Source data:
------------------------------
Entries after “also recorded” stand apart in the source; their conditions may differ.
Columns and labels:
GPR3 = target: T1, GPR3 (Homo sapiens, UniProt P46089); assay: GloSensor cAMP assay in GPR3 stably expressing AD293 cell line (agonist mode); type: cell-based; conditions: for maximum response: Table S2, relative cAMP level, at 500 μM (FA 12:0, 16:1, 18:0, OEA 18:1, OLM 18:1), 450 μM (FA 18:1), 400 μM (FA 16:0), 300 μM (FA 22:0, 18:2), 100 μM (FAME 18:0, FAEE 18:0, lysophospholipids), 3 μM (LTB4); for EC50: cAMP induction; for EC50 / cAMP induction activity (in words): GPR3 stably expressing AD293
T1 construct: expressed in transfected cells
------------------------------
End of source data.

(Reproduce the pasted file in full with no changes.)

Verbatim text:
Entries after “also recorded” stand apart in the source; their conditions may differ.
Columns and labels:
GPR3 = target: T1, GPR3 (Homo sapiens, UniProt P46089); assay: GloSensor cAMP assay in GPR3 stably expressing AD293 cell line (agonist mode); type: cell-based; conditions: for maximum response: Table S2, relative cAMP level, at 500 μM (FA 12:0, 16:1, 18:0, OEA 18:1, OLM 18:1), 450 μM (FA 18:1), 400 μM (FA 16:0), 300 μM (FA 22:0, 18:2), 100 μM (FAME 18:0, FAEE 18:0, lysophospholipids), 3 μM (LTB4); for EC50: cAMP induction; for EC50 / cAMP induction activity (in words): GPR3 stably expressing AD293
T1 construct: expressed in transfected cells